buy nothing day

Buy Nothing Day

It’s that time of year again . . .

Time for folks south of the border to line up in the freezing cold for hours on end outside big box stores to be trampled in a stampede and have their wigs pulled off. Also, you might be shot or killed. Watch your back when reaching for that new Wii. Just sayin’.

I saw a lot of that on CNN this morning, wig-pulling, that is. CNN also told me quite matter-of-factly this morning that shopper-agression is here to stay, so we might as well get used to it.

What?

What in the world convinces us to toss out our sanity, not to mention our dignity, to get a so-called deal on crap we don’t need?

Don’t get me wrong. My kid will have prezzies under the tree. My Amazon book order is in, and it was big. I struggle to walk that fine line between focusing on the experience, time with family, the meaning of Christmas and wanting my son to feel that same gasp of joy and surprise and excitement I knew as a child.

Surely there is a middle ground between brawling in Wal-Mart and a spartan holiday season.

Anyway . . .

I’ve participated in Buy Nothing Day for as long as I can remember. All that left-wing hippy-dippy liberal education will do that to you at a young age. Go figure.

Some years it was easy (like I was a teenager and broke) other years it was hard (working downtown and forgoing my two daily trips to Starbucks for example.) These days, I don’t need much, so I don’t buy much. It gets easier.

Tomorrow might be Black Friday, but it’s also Buy Nothing Day. I invite you to join me.

Stand up. Fight back. Buy nothing.

8 thoughts on “buy nothing day

  1. solarbeez

    I totally agree! We take it a step further…we avoid shopping Wal-Mart altogether. We just don’t feel that it’s moral to buy from a company that uses slave labor. It must be that darn hippy-dippy liberal education.

    Reply
    1. The Slow Foods Mama Post author

      Us too. There are lots of other stores that are arguably as bad, but something about avoiding shopping at Wal-Mart is a symbolic silent personal protest for me.

      It’s easy to see how so many families get sucked into the “save money live better” marketing ploy. When you don’t have a lot of money to go around it’s tough to make choices like that.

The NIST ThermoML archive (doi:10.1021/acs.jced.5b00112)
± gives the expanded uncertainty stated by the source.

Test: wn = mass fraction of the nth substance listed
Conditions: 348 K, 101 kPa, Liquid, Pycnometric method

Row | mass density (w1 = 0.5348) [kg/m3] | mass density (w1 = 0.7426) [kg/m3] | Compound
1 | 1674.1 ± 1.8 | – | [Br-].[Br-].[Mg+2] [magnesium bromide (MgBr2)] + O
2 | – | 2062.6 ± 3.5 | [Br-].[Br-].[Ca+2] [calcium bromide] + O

But at the end of the day, part of the reason lots of working-class folks don’t have enough money is because the Wal-Marts of the world pay their employees peanuts and drive down the prices on manufactured goods the world over. Not enough people make that connection, which is sad.

      Reply
  2. patsquared2

    There must be something wrong with me because I have NEVER responded to things like Black Friday…and like solarbeez, I don’t spend my after tax dollars at the fronts for mega-corporations. Even if I have to travel a bit to get there, I buy from farmers and crafters in my area. I also support fair trade companies like http://www.lucuma.com . I said it during our election and I’ll say it again. We should all use our heads, our hearts and our wallets to make our voices heard. Long live hippies and our wonderful, sweet education.

    Reply
  3. the food fighters

    We’ve been observing Buy Nothing Day for years–I was a big AdBusters fan in my youth. I would like to remove Black Friday from our lexicon–my friend’s ESL student recently made a list of American holidays and they listed Black Friday as an important American holiday. That’s just disturbing.

    Reply
  4. Bridget Manley

    I completely agree. I have a close relative who works at Wal-Mart, and Black Friday is the one day of the year she dreads most. People just go straight to Looney Town when the doors open, which seems to happen earlier each year.
    I think part of Black Friday’s appeal is it allows — heck, even encourages — people to act on the aggression and abject greed they have to suppress the rest of the year. Like most reality TV, it rewards bad behavior. Push, shove, and fight your way to the beginning of the line, and you get the last 30-inch flat screen before any of those other suckers behind you. Oy. Needless to say, I’ll be staying home today.

    Reply
    1. The Slow Foods Mama Post author

      I feel so sorry for your relative. I’ve worked retail in the mall and dreaded boxing day like the plague. Working in retail you don’t get much respect at the best of times.

      You’re so right that it encourages ridiculous behaviour. Just the fact that CNN repeated stated that shopper-agression is here to stay was ridiculous. And the fact that people die – I mean that’s just absurd.

      Sadly, rather than rejecting this weird cultural practice, we Canadians are importing it. Canadian retailers are doing everything they can to keep their retail dollars from heading south . . . We’re hot on your heels to crazy-town!

      Reply
    2. solarbeez

      “Push, shove, and fight your way to the beginning of the line, and you get the last 30-inch flat screen before any of those other suckers behind you. Oy. Needless to say, I’ll be staying home today.”

      We should be UNPLUGGING the tv, not buying one. Cut the cord so all that corporate brainwashing stays out of your home.

      Reply

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